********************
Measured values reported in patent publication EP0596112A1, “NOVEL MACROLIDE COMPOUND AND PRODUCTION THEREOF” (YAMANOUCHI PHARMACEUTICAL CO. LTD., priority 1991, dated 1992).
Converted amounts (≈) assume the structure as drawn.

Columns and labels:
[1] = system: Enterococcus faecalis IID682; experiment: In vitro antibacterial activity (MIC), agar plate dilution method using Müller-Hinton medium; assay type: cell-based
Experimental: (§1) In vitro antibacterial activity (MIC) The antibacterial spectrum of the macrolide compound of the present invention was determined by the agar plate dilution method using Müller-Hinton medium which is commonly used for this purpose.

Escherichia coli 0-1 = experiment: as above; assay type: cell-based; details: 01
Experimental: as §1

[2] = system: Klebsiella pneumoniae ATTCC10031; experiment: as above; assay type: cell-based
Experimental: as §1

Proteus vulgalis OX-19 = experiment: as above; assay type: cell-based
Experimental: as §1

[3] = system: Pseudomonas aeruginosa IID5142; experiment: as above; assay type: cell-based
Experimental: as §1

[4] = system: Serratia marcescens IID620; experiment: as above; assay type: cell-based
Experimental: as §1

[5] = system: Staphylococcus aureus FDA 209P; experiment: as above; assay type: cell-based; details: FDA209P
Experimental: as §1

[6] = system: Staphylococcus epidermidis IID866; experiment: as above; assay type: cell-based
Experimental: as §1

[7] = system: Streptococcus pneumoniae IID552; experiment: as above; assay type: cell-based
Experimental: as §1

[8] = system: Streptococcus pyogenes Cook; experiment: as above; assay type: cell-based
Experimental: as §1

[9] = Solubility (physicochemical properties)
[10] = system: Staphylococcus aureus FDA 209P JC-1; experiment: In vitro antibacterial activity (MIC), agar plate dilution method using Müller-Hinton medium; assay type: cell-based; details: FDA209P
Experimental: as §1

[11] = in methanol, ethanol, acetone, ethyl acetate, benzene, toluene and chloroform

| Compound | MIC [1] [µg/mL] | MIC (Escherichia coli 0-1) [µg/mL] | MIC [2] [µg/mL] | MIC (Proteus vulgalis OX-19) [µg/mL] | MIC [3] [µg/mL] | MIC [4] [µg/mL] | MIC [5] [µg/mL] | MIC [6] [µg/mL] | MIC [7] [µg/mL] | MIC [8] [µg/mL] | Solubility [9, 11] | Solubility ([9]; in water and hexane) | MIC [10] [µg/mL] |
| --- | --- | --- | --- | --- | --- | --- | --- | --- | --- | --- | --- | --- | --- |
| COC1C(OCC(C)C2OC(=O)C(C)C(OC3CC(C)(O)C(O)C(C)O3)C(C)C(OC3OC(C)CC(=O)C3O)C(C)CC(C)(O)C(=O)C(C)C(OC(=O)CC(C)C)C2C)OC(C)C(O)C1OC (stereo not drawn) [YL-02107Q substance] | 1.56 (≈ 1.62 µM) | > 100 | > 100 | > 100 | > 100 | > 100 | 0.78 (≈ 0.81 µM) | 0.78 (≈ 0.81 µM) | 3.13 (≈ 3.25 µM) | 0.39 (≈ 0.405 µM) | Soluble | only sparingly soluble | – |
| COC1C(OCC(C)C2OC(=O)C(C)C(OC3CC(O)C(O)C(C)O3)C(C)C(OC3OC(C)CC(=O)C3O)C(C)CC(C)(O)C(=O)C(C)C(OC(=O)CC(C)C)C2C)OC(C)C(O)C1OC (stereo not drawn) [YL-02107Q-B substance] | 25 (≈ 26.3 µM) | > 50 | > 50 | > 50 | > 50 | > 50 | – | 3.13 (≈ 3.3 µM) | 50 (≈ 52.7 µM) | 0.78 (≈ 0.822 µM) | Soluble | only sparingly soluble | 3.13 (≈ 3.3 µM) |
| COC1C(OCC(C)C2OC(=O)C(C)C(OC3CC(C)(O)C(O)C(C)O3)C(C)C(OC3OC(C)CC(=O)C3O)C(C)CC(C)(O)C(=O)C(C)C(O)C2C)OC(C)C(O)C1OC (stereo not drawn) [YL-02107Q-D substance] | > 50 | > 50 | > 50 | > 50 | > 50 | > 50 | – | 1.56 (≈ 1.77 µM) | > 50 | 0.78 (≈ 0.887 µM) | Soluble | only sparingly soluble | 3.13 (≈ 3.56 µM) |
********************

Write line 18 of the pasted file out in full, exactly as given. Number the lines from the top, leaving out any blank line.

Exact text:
[6] = system: Staphylococcus epidermidis IID866; experiment: as above; assay type: cell-based